We've had a cousin from Canada staying for a few days. Good fun, and on the second to last day he revealed that he had a kilt with him. But not a tartan kilt. One with 'cargo pockets'. My mind went back to the embarrassing spectacle of Jack McConnell, then First Minister of Scotland, wearing a pin stripe kilt for Tartan Week in New York, and I wasn't desperately keen to see this 'Freedom Kilt' from Victoria, BC.
I have no commercial relationship with Freedom Kilts, but I have to say that it is much more like the garment that Highlanders used to wear than most kilts about the place. Firstly, the colour is authentic: it is broadly sheep-coloured, as would be the original plaid (Gaelic for blanket) that the Highlanders used to wind about themselves. Second it is tough - in this case actually cotton twill, but the heavy woollen kilts in the Middle Ages were designed for hard labour, not just 24/7 but 24/365 and beyond. This kilt has a small pocket for a cell phone - not very medieval certainly, but in those days a similar hidden pocket was sewn in for a sgian dubh - a small knife, traditionally of black bog oak, which was never surrendered to a host, or a victor.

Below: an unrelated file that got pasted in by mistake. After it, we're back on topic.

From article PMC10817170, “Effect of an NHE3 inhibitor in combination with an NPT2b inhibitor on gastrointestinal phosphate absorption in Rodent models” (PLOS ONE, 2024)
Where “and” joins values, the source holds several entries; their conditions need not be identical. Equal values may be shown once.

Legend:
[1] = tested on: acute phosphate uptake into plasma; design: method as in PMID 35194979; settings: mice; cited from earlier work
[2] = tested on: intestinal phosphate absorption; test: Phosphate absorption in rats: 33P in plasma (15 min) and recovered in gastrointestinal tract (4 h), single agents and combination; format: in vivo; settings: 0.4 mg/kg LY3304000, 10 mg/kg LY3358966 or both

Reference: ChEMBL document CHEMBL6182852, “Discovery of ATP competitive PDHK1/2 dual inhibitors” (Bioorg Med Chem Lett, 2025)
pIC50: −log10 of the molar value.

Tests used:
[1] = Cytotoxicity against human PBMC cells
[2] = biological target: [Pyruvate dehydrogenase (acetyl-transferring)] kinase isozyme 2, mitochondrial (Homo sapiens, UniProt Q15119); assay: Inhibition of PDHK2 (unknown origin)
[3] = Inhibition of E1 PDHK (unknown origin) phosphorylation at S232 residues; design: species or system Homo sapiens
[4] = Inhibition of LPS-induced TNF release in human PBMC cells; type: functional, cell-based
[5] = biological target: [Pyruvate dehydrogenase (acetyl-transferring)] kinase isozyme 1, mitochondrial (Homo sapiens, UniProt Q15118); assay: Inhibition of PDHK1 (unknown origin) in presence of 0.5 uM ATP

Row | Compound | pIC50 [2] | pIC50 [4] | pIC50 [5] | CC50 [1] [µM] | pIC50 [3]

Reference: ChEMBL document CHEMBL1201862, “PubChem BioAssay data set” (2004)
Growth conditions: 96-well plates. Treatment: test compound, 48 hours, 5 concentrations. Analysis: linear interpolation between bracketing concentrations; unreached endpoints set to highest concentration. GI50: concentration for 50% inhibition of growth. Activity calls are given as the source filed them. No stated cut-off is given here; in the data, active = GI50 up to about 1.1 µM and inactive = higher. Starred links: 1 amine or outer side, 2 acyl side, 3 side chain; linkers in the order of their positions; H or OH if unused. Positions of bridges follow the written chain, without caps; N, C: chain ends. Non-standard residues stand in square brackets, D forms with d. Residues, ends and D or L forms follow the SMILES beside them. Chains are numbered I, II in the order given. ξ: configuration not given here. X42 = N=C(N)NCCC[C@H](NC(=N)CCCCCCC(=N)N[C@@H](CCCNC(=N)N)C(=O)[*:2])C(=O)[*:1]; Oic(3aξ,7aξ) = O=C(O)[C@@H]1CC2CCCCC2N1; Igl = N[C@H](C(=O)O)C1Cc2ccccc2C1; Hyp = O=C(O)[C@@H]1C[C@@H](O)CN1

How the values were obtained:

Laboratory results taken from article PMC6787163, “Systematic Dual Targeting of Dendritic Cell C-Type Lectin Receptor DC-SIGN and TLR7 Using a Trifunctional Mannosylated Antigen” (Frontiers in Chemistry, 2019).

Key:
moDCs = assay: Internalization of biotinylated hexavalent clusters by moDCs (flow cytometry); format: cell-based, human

In Victorian times the sgian dubh shifted to the stocking. Queen Victoria and Prince Albert had embraced Highland Dress and traditions with great enthusiasm, leading the fashion from their rebuilt castle at Balmoral. The drab working dress of the Highlander, or a variation thereof, had suddenly became essential wear for not only British, but European aristocracy whilst in Scotland. There is even a picture of four year old Prince William of Prussia, later 'Kaiser Bill' of the Great War, in a kilt!
Thank you, Queen Victoria, for saving the kilt from probable extinction! The eccentric conventions that grew up around it - who should wear what and how - are a small price to pay.
More on kilts and tartans in my small book, 'Scottish Clans and Tartans'